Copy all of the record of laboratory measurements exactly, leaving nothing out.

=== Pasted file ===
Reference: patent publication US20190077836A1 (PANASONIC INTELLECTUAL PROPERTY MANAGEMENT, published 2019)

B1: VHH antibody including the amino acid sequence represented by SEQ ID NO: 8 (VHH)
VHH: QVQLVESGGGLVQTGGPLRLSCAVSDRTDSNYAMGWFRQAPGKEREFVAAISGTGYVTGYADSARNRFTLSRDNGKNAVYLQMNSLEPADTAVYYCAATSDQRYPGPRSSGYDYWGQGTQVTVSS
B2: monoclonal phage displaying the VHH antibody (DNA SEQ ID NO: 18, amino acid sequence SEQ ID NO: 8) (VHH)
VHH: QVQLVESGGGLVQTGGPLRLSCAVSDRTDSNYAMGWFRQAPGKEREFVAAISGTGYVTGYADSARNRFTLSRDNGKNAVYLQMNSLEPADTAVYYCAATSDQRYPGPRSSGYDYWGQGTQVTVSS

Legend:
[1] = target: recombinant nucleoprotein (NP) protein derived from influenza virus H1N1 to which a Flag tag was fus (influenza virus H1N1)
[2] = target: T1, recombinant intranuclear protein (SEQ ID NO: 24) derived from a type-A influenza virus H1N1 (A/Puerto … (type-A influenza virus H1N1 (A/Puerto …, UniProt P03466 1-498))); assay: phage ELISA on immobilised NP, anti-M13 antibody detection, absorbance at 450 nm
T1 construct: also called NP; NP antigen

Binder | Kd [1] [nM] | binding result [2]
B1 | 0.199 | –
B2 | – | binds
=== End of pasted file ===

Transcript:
Reference: patent publication US20190077836A1 (PANASONIC INTELLECTUAL PROPERTY MANAGEMENT, published 2019)

B1: VHH antibody including the amino acid sequence represented by SEQ ID NO: 8 (VHH)
VHH: QVQLVESGGGLVQTGGPLRLSCAVSDRTDSNYAMGWFRQAPGKEREFVAAISGTGYVTGYADSARNRFTLSRDNGKNAVYLQMNSLEPADTAVYYCAATSDQRYPGPRSSGYDYWGQGTQVTVSS
B2: monoclonal phage displaying the VHH antibody (DNA SEQ ID NO: 18, amino acid sequence SEQ ID NO: 8) (VHH)
VHH: QVQLVESGGGLVQTGGPLRLSCAVSDRTDSNYAMGWFRQAPGKEREFVAAISGTGYVTGYADSARNRFTLSRDNGKNAVYLQMNSLEPADTAVYYCAATSDQRYPGPRSSGYDYWGQGTQVTVSS

Legend:
[1] = target: recombinant nucleoprotein (NP) protein derived from influenza virus H1N1 to which a Flag tag was fus (influenza virus H1N1)
[2] = target: T1, recombinant intranuclear protein (SEQ ID NO: 24) derived from a type-A influenza virus H1N1 (A/Puerto … (type-A influenza virus H1N1 (A/Puerto …, UniProt P03466 1-498))); assay: phage ELISA on immobilised NP, anti-M13 antibody detection, absorbance at 450 nm
T1 construct: also called NP; NP antigen

Binder | Kd [1] [nM] | binding result [2]
B1 | 0.199 | –
B2 | – | binds